How to read the heft and theft of these uncreative works? Here Goldsmith extends his analysis outside the strictly literary and points to visual art practices that have tread this ground before. Honoring their different scenes of emergence, Goldsmith effectively draws on conceptual art and uncreative writing's similar oppositional stances against traditional ideas of inspired artists creating original works. Situating uncreative writing in a slant corollary to conceptual art, he looks to Sol LeWitt and Andy Warhol for what their respective art practices offer the writer. The analysis begins with LeWitt's well-known manifestos that list key tenets of conceptual art. Most especially, the idea of a work takes priority over the object. The concept's realization is accomplished through exacting plans strictly adhered to by the artist prior to its actualization. Focusing on LeWitt's wall drawings, a series of directions conceived of and written by him to be executed by others, Goldsmith shows how such shifts from privileged visual object to idea, from romantic impulse to mechanized process, affect not only the artist but the viewer as well. For as the writer goes, so goes the reader. Building further on LeWitt, Goldsmith emphasizes how uncreative writing demands different reading practices and signals a move from readership to thinkership. It isn't necessary to read Goldsmith's Day or Timmons's Credit in their entirety, or at all. Instead, a book becomes "a platform to leap off into thought" that requires the reader to ask different questions of a text.

With context "the new content," meaning making moves from reading for artistic expression to thinking about how a text's reframing opens to alternative and often oppositional purposes. A new context emerges, one that allows us to "see documents in ways impossible before." And, by extension, to see the motivated and circumscribed connotations that cleave to literature, author, text, reader. Throughout Uncreative Writing, these categories are jostled and remade, some more than others, as he productively allows contradictions to remain just that. In a thoughtful reading of Craig Dworkin's Parse (2008), a text composed of a grammar book parsed by its own rules, Goldsmith shows how the work challenges literary categories as a "material investigation of a philosophical inquiry" in presenting itself as literature. At the same time, this most "uncreative," methodical, and systematized work is nonetheless always, paradoxically, a work of self-expression, an assertion Goldsmith returns to throughout his essays, as writers make decisions about what language to assemble, manage, and reshape.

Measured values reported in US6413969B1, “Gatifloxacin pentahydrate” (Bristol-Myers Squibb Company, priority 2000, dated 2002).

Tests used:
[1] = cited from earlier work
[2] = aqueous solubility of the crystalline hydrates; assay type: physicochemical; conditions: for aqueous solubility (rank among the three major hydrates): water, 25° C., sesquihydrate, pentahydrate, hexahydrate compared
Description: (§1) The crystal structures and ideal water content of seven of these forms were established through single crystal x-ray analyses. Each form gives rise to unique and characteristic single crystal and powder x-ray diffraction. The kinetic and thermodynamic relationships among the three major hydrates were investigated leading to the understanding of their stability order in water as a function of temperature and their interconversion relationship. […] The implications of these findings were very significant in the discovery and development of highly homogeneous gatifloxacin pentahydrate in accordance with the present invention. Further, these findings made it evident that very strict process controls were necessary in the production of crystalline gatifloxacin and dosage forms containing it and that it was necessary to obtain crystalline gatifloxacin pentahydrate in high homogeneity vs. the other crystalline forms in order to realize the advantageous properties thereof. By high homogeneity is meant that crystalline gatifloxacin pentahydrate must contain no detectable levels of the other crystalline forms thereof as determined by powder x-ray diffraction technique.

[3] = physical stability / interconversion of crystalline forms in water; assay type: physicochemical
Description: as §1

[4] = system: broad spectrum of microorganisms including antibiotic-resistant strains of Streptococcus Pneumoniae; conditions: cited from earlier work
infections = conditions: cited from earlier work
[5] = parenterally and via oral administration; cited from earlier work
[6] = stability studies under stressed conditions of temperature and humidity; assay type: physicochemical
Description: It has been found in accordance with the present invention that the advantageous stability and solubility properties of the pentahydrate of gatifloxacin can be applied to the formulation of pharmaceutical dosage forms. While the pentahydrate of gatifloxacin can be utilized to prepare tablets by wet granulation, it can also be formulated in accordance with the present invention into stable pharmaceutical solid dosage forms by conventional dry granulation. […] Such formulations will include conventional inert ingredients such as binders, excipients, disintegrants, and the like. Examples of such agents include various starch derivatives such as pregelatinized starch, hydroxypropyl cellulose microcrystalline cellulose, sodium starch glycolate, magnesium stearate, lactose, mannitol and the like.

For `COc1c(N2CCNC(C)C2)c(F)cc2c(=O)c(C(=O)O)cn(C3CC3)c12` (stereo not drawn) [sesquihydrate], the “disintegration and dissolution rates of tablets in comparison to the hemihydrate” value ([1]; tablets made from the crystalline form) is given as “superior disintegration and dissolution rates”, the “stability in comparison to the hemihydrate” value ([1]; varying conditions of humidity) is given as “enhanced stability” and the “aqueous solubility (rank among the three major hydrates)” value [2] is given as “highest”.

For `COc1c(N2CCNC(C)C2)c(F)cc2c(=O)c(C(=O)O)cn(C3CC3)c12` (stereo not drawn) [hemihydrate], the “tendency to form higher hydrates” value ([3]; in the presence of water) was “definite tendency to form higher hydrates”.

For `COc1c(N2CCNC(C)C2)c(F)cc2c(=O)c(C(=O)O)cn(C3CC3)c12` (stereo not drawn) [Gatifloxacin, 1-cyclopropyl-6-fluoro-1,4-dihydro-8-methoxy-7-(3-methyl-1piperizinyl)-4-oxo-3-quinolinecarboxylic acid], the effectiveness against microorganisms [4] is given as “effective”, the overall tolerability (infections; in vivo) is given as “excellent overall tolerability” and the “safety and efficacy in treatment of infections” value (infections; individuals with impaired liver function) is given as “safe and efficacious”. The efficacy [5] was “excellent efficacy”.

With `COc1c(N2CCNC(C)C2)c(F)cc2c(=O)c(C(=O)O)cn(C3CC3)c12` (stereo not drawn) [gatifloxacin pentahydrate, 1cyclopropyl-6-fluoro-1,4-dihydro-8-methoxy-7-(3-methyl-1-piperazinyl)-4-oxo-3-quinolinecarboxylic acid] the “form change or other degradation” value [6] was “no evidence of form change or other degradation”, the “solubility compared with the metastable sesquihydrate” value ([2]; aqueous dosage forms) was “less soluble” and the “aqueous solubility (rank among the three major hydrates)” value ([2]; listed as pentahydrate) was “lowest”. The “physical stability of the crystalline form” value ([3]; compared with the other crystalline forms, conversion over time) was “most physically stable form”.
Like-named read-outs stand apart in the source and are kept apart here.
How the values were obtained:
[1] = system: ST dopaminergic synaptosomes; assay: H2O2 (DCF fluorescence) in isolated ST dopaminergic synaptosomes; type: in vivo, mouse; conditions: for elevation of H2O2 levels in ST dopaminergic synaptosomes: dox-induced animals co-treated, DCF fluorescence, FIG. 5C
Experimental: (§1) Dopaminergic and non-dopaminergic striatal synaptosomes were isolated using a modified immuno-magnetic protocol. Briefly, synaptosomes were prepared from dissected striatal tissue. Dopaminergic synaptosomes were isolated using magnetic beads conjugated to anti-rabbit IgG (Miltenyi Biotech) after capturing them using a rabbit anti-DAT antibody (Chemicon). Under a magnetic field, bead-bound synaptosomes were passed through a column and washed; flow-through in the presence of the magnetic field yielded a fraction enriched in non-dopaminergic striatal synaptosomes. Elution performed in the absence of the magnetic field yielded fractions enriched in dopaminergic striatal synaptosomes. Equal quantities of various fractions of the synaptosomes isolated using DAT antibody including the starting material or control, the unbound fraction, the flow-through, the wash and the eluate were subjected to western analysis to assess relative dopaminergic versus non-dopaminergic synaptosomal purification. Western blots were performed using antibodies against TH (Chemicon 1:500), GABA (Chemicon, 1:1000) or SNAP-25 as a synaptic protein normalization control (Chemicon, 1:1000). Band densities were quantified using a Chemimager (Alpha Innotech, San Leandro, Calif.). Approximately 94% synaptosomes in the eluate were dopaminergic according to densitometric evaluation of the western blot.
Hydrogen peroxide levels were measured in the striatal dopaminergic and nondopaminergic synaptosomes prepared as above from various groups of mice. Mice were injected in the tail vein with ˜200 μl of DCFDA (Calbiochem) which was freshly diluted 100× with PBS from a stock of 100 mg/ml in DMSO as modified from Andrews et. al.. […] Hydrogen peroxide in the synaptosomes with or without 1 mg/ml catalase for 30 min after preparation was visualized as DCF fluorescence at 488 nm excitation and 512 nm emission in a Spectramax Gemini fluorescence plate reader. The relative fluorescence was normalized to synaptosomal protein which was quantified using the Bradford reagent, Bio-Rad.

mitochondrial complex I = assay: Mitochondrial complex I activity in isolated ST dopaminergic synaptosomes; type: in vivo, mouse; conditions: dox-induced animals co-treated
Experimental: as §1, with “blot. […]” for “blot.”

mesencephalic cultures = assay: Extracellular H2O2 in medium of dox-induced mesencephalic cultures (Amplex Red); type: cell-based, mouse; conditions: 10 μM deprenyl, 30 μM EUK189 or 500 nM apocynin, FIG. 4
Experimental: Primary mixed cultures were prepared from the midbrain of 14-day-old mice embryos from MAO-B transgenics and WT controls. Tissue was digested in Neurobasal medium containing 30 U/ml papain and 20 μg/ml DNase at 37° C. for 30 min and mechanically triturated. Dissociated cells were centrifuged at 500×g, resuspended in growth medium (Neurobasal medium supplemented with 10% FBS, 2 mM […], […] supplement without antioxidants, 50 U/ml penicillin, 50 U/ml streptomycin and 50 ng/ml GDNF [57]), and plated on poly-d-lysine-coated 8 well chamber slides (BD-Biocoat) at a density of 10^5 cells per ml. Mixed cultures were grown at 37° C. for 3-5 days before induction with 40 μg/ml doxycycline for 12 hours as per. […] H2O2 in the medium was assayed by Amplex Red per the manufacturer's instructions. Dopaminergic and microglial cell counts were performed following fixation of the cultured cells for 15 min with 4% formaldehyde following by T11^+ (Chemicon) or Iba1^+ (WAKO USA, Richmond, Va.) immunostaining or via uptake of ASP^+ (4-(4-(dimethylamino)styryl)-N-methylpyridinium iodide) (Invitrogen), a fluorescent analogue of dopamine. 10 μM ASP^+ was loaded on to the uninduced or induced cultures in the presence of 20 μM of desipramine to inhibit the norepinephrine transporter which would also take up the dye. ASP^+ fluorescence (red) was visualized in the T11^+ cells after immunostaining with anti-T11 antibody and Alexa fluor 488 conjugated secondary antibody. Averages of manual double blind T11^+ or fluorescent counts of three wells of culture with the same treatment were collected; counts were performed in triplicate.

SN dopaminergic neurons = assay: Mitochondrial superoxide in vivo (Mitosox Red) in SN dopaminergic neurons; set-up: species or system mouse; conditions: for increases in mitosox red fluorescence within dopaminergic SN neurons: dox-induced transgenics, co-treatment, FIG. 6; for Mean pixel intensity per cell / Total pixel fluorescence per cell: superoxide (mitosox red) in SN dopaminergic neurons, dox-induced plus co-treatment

To explore the extraliterary challenges of uncreative writing, Goldsmith turns to the "hyper-realism" of Vanessa Place's Statement of Facts. Place, an appellate criminal defense attorney who specializes in sex offense cases, presents her own cases' legal documents as poetry. If, as Goldsmith suggests, the "noninterventionists reproduction of texts" may more effectively illuminate cultural and political issues than standard modes of critique, then Place's challenging work presents the opportunity for him to test this claim as legal and literary discourses collide. He momentarily suspends attention from the intense content to focus on how the representation of these cases as literature exposes the inequitable and contingent social, political, and legal "matrix of apparatuses surrounding it." Returning to the content, he convincingly argues that through this reframing of testimony the labor of writer and reader is transformed.

Uncreative Writing traces a trajectory of evolving thought and practice, and the dynamic possibilities of conceptual and uncreative work, accomplishing Goldsmith's goal to provide a site from which to continue the conversation. [End Page 7]

Andrea Quaid

Andrea Quaid lives and writes in Oakland and Los Angeles.